25/03/2016 13:01 GMT | Updated 26/03/2017 06:12 BST

Rabbits Are for Life

You may have seen the news this week stating that Pets at Home is set to suspend sales and adoptions of rabbits at all of its 400-plus stores this Easter. We feel that this measure will highlight the number of rabbits that are left homeless each year, and the commitment required to own them, a topic that is important to me as a vet, animal lover and employee of Pets at Home.

Each year, customer interest in rabbits increases at Easter, which may lead people to want rabbits without fully considering the long-term ownership implications. Instead of selling rabbits over the Easter holidays however, Pets at Home will educate children and adults on the importance of the welfare needs of rabbits, through a series of free workshops available in store. We are hoping this will help families to make an informed decision about the long term commitment and responsibilities that come with pet ownership.

Recent research from the 2015 Pets at Home Pet Report revealed that rabbits are the third most popular choice of pet for British children* and owning rabbits has proven benefits for them. In the study 72% of parents agreed that owning a pet has helped with their child's anxiety. In fact, rabbit owners in particular (60%) said that their child had become more responsible and 57% of parents also said they had seen an improvement in their children's learning difficulties since getting rabbits.

So what do you need to know about caring for rabbits? Well, here are my top ten tips on how to care for these wonderfully intelligent and inquisitive pets:

1. Rabbits, whether kept indoors or outdoors need a lot of space, a big shelter and a spacious living area. The shelter is somewhere for your rabbits to rest, hide and feel safe. The living area should be large enough for your rabbits to run, jump, hop around, explore, dig, graze and forage.

2. Rabbits need a balanced diet which is high in fibre. Sudden changes to their diet should be avoided, as this can cause fatal digestive system upsets.

3. Hay in addition to grass must always be available for your rabbits to eat - it helps maintain healthy digestion and wears your rabbits' teeth down naturally.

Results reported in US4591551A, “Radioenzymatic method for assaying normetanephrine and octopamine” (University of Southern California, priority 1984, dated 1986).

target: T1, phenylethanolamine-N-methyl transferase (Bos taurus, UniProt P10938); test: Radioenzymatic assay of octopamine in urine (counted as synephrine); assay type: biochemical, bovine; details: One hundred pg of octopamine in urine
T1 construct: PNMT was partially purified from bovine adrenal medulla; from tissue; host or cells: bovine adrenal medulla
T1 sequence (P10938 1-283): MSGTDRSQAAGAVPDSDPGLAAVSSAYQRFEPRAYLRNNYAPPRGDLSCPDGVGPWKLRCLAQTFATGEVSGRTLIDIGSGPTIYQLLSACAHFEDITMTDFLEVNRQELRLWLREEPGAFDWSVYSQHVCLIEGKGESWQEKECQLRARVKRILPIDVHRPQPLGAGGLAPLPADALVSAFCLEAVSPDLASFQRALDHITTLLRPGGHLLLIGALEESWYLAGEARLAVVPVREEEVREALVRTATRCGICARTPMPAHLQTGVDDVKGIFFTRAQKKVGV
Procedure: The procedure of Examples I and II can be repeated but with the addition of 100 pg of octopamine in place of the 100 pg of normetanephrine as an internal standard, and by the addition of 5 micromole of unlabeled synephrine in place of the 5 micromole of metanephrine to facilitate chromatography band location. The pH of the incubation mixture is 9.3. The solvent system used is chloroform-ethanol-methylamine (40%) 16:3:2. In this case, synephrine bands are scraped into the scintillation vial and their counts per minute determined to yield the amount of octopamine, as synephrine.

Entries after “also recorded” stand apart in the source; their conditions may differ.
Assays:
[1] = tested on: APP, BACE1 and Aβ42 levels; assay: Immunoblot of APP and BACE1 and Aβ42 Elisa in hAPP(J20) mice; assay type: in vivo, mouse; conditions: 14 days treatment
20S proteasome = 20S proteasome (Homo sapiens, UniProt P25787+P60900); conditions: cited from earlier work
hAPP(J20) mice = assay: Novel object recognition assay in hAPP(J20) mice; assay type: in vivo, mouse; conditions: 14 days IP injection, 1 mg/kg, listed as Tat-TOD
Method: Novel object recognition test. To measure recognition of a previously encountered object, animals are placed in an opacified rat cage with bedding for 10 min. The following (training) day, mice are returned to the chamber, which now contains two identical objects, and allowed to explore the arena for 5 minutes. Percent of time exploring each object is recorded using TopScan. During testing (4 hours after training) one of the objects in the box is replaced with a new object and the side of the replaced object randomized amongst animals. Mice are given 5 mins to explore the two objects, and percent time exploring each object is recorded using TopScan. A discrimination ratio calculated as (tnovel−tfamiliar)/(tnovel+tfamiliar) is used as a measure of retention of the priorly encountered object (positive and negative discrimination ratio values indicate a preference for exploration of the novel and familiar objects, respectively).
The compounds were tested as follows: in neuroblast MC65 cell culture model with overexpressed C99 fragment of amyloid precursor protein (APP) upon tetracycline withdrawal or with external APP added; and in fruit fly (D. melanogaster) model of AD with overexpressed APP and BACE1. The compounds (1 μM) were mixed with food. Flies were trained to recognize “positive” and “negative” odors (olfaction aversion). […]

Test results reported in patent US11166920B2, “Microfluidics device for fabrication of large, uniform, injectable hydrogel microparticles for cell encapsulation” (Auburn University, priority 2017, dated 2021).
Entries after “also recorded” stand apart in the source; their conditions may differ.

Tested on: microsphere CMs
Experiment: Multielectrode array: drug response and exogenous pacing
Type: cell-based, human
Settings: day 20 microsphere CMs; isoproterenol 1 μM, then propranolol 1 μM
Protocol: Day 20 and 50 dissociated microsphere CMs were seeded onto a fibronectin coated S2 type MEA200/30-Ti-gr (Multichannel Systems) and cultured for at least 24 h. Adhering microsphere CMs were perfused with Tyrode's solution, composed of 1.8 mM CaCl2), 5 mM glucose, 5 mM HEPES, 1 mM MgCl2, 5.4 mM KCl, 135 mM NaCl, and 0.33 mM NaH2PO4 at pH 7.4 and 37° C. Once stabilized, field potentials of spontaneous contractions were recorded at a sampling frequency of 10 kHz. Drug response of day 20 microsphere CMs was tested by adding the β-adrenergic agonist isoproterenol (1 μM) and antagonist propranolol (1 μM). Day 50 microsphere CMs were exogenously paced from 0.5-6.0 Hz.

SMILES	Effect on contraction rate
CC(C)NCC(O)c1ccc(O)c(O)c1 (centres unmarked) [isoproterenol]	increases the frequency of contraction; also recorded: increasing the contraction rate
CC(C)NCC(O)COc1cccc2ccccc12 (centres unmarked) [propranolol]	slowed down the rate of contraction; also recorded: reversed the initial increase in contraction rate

4. Rabbits should be neutered to avoid breeding and reduce the risks of fighting, urine spraying and some cancers. It is known that many female rabbits will develop fatal uterine cancer if they are not neutered, so even rabbits kept on their own or with another female companion should be neutered. Ask a vet for advice.

5. Rabbits must be vaccinated against two killer diseases - Myxomatosis and Rabbit Haemorrhagic Disease (RHD), usually yearly. Ask your vet about when to get these vaccinations.

6. Check your rabbit for signs of illness or injury daily. Healthy rabbits are alert with bright eyes, dry nostrils and clean, shiny coats. Their readily visible droppings should be dry, small, firm pellets, they do produce more moist and sticky droppings, but these are ingested by the rabbits as part of normal behavior.

7. Check your rabbits' bottoms daily (or twice daily during warm weather), and clean them if necessary. Otherwise urine staining or droppings can attract flies which lay eggs on the rabbit and cause fatal 'flystrike'. Rabbits are naturally very clean animals, so it is important understand why your rabbit may not be keeping itself clean.

8. If rabbits' teeth grow too long, they become very painful and make eating difficult. Check your rabbits' front and back teeth regularly and go to your vet if you are concerned. Feeding the correct high-fibre diet is essential to help prevent teeth from overgrowing.

9. Long-haired rabbits need grooming daily. Short-haired rabbits can be groomed weekly. Regular grooming helps you bond with your rabbits and spot health problems.

10. One of the most stressful times for small animals is when they move house. Small animals can carry diseases that can be triggered when moving. Always make sure that new animals are allowed a quiet period with little disturbance to settle in for a few days so that they are rested and feel secure in their new home.

As you can see, there's a lot more to owning a rabbit than most people may realise. If you want to learn more and experience handling a rabbit first hand then visit one of the rabbit workshops taking place as part of Pets at Home's My Pet Pals club. To find your nearest workshop, visit

And remember, a rabbit is for life, not just for Easter.

*The Pet Report, 2015